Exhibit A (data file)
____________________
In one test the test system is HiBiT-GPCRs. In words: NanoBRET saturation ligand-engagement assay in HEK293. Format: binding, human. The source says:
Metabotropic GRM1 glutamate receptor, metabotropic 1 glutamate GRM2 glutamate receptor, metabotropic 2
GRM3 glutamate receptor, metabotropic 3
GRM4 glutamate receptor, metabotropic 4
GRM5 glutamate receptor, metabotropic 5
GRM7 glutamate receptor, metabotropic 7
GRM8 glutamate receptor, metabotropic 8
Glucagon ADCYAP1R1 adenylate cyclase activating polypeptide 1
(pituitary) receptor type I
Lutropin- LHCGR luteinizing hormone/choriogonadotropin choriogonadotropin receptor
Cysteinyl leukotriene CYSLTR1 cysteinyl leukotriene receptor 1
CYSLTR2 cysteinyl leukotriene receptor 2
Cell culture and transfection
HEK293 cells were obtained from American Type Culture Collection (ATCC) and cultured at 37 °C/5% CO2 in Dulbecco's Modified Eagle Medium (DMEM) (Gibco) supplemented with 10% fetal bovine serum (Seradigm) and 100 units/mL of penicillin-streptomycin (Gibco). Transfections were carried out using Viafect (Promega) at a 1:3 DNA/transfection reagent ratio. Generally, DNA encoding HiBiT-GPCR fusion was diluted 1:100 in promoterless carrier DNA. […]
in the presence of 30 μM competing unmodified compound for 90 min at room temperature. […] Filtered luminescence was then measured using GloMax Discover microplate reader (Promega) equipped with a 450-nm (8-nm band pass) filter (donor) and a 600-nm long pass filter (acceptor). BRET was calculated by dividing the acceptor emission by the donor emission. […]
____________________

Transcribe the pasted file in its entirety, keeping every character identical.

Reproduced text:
In one test the test system is HiBiT-GPCRs. In words: NanoBRET saturation ligand-engagement assay in HEK293. Format: binding, human. The source says:
Metabotropic GRM1 glutamate receptor, metabotropic 1 glutamate GRM2 glutamate receptor, metabotropic 2
GRM3 glutamate receptor, metabotropic 3
GRM4 glutamate receptor, metabotropic 4
GRM5 glutamate receptor, metabotropic 5
GRM7 glutamate receptor, metabotropic 7
GRM8 glutamate receptor, metabotropic 8
Glucagon ADCYAP1R1 adenylate cyclase activating polypeptide 1
(pituitary) receptor type I
Lutropin- LHCGR luteinizing hormone/choriogonadotropin choriogonadotropin receptor
Cysteinyl leukotriene CYSLTR1 cysteinyl leukotriene receptor 1
CYSLTR2 cysteinyl leukotriene receptor 2
Cell culture and transfection
HEK293 cells were obtained from American Type Culture Collection (ATCC) and cultured at 37 °C/5% CO2 in Dulbecco's Modified Eagle Medium (DMEM) (Gibco) supplemented with 10% fetal bovine serum (Seradigm) and 100 units/mL of penicillin-streptomycin (Gibco). Transfections were carried out using Viafect (Promega) at a 1:3 DNA/transfection reagent ratio. Generally, DNA encoding HiBiT-GPCR fusion was diluted 1:100 in promoterless carrier DNA. […]
in the presence of 30 μM competing unmodified compound for 90 min at room temperature. […] Filtered luminescence was then measured using GloMax Discover microplate reader (Promega) equipped with a 450-nm (8-nm band pass) filter (donor) and a 600-nm long pass filter (acceptor). BRET was calculated by dividing the acceptor emission by the donor emission. […]